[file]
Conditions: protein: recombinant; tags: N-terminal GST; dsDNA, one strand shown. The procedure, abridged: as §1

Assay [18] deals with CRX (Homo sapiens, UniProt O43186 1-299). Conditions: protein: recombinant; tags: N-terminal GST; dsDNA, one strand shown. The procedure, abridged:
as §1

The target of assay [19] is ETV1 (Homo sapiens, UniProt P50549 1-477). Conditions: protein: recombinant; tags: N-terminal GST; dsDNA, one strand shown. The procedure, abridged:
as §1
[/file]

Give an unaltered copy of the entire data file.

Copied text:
Conditions: protein: recombinant; tags: N-terminal GST; dsDNA, one strand shown. The procedure, abridged: as §1

Assay [18] deals with CRX (Homo sapiens, UniProt O43186 1-299). Conditions: protein: recombinant; tags: N-terminal GST; dsDNA, one strand shown. The procedure, abridged:
as §1

The target of assay [19] is ETV1 (Homo sapiens, UniProt P50549 1-477). Conditions: protein: recombinant; tags: N-terminal GST; dsDNA, one strand shown. The procedure, abridged:
as §1